18. THE LITTLE-KNOWN CONTINUING TRAGEDY OF THE IUD
Modern widespread use of the intrauterine device (IUD) for contraception
began in the early 1960s.
In 1974, the Dalkon Shield, a crab-shaped IUD, was removed from the
domestic market after being linked to the deaths of 17 women in the
U.S. The limited press coverage given the dangerous Dalkon Shield IUD
at the time led to it being nominated as one of the top 25 "censored
stories" of 1976.
In February 1984, a Minneapolis judge described the Dalkon Shield as
"an instrument of death, mutilation and disease" and approved
a settlement of $4.2 million to seven women. By December, 1984, A.H.
Robins, manufacturer of the IUD, had paid nearly $245 million to settle
7,000 cases; about 3,000 cases were still pending.
Judge Lord Miles also accused A.H. Robins of deliberately covering
up the health risks to women using the device.
Fortunately, because of a $4 million mea culpa TV and print ad campaign
sponsored by Robins and the publicity surrounding the cases, millions
of women now know about the dangers of the Dalkon Shield.
But, what most women do not know today are the serious hazards presented
by all types of IUDs still in use and being sold.
And there are an estimated 2.3 million women in the U.S. and more than
60 million women worldwide who use intrauterine birth-control devices
Many new medical studies suggest that all IUDs foster growth of bacteria
in the womb, which can lead to infertility and sometimes to life-threatening
infection. Sixteen medical studies from five different countries --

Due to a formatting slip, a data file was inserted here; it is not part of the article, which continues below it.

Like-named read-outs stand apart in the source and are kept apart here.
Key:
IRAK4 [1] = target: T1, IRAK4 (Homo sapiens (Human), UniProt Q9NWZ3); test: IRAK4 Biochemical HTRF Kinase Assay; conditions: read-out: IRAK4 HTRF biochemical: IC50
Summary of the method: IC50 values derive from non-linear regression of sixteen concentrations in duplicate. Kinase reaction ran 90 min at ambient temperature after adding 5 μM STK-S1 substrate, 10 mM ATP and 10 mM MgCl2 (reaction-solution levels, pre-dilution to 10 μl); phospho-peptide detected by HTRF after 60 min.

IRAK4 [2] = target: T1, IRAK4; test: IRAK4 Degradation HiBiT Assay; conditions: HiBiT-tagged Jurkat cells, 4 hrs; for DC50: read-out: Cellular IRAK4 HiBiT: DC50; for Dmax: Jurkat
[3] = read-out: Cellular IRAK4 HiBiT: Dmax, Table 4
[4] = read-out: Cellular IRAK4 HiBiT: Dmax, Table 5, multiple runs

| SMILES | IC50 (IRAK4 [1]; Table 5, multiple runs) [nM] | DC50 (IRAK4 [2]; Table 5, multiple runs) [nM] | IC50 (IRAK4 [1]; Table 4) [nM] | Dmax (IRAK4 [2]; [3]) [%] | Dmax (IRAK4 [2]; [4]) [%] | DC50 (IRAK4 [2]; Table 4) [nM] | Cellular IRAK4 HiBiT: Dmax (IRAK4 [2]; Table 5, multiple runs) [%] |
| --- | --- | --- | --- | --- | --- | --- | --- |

the U.S., England, Sweden, Thailand and Mexico -- confirm that IUD users
are more likely to suffer pelvic inflammatory disease (PID) than women
who do not use an IUD.
One of the gravest dangers of PID is infertility. In several Swedish
studies, 20% of women who experienced one episode of PID became sterile;
among women who had three or more occurrences, 60% became sterile. The
risk of PID-related infertility has been confirmed by studies in Taiwan
Because of IUD users' increased risk of pelvic infection and infertility,
many doctors are now urging women who plan to have children not to use
an IUD. Dr. Lillian Yin, chief of the Food and Drug Administration branch
in charge of insuring the protection of women who use IUD's, warned
that "women should use an IUD only if they have had all the children
they want." It is a warning that the mass media should provide
to the millions of women still buying and using IUDs in the U.S. and
WORKING MOTHER, July 1984, "The Contraceptive That May Make You
Sterile," by Diana Hembree and Angus Mackenzie.